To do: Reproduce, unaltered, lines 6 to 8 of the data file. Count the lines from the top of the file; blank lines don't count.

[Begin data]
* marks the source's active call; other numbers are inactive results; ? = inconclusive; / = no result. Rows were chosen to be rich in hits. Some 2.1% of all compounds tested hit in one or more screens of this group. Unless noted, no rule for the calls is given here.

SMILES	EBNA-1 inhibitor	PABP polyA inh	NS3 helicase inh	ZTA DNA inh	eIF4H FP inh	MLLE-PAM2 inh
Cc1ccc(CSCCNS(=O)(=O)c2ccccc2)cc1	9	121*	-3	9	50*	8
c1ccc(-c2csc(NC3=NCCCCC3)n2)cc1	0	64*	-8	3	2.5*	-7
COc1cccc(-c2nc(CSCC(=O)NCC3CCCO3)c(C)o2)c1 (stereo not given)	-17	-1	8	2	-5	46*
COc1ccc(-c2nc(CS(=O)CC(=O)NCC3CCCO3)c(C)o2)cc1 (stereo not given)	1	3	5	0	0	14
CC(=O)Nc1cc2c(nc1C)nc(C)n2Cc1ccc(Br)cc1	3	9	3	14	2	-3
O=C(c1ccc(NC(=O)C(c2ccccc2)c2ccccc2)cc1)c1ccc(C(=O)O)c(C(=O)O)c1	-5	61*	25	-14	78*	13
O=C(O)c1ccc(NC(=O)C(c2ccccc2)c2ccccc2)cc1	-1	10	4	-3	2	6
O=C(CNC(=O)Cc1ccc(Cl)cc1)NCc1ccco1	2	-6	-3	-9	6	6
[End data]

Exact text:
COc1ccc(-c2nc(CS(=O)CC(=O)NCC3CCCO3)c(C)o2)cc1 (stereo not given)	1	3	5	0	0	14
CC(=O)Nc1cc2c(nc1C)nc(C)n2Cc1ccc(Br)cc1	3	9	3	14	2	-3
O=C(c1ccc(NC(=O)C(c2ccccc2)c2ccccc2)cc1)c1ccc(C(=O)O)c(C(=O)O)c1	-5	61*	25	-14	78*	13